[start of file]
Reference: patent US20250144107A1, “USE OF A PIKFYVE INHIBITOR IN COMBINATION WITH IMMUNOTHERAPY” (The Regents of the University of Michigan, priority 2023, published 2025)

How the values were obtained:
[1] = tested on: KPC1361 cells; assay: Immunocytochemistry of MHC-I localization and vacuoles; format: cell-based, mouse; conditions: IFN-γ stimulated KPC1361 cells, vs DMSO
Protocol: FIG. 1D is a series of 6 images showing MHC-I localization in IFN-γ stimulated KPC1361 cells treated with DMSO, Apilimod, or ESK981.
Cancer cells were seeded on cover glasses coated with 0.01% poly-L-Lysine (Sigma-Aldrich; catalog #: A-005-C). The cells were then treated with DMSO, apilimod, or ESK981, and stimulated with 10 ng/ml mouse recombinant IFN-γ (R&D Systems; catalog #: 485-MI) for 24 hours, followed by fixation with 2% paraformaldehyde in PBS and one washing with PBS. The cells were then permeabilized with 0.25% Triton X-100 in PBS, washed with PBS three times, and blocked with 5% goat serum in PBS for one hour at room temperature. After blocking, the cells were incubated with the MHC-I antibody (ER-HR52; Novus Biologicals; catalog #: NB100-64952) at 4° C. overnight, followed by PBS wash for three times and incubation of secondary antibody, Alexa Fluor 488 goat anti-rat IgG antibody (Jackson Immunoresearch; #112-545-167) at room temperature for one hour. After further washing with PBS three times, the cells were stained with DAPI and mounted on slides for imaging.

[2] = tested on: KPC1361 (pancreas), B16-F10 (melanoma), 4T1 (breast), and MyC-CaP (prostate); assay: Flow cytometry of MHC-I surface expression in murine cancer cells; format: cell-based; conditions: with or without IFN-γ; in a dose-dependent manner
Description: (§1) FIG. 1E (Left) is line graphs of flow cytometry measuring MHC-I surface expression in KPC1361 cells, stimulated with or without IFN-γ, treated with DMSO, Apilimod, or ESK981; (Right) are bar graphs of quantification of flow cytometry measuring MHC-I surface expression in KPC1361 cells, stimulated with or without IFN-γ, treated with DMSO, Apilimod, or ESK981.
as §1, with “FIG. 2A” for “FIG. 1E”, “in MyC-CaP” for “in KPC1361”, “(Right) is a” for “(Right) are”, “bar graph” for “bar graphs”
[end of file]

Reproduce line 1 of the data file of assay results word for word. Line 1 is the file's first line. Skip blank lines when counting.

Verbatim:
Reference: patent US20250144107A1, “USE OF A PIKFYVE INHIBITOR IN COMBINATION WITH IMMUNOTHERAPY” (The Regents of the University of Michigan, priority 2023, published 2025)